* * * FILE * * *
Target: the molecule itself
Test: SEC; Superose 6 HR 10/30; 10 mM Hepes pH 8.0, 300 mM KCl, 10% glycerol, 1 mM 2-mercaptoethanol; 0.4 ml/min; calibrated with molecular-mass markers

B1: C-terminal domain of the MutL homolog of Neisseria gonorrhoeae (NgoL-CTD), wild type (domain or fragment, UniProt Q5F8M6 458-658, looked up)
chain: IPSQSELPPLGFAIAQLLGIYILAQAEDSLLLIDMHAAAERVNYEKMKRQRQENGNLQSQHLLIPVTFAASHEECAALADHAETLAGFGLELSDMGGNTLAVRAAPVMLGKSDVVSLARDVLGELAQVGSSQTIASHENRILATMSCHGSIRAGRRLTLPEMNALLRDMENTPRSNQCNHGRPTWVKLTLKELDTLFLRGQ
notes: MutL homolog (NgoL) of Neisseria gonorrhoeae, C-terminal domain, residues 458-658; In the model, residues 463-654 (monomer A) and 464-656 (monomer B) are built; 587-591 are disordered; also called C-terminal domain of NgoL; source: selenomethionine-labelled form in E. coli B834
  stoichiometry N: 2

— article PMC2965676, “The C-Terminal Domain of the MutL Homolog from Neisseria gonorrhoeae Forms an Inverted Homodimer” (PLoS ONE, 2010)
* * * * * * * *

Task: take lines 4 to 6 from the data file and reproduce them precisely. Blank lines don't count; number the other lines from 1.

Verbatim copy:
chain: IPSQSELPPLGFAIAQLLGIYILAQAEDSLLLIDMHAAAERVNYEKMKRQRQENGNLQSQHLLIPVTFAASHEECAALADHAETLAGFGLELSDMGGNTLAVRAAPVMLGKSDVVSLARDVLGELAQVGSSQTIASHENRILATMSCHGSIRAGRRLTLPEMNALLRDMENTPRSNQCNHGRPTWVKLTLKELDTLFLRGQ
notes: MutL homolog (NgoL) of Neisseria gonorrhoeae, C-terminal domain, residues 458-658; In the model, residues 463-654 (monomer A) and 464-656 (monomer B) are built; 587-591 are disordered; also called C-terminal domain of NgoL; source: selenomethionine-labelled form in E. coli B834
  stoichiometry N: 2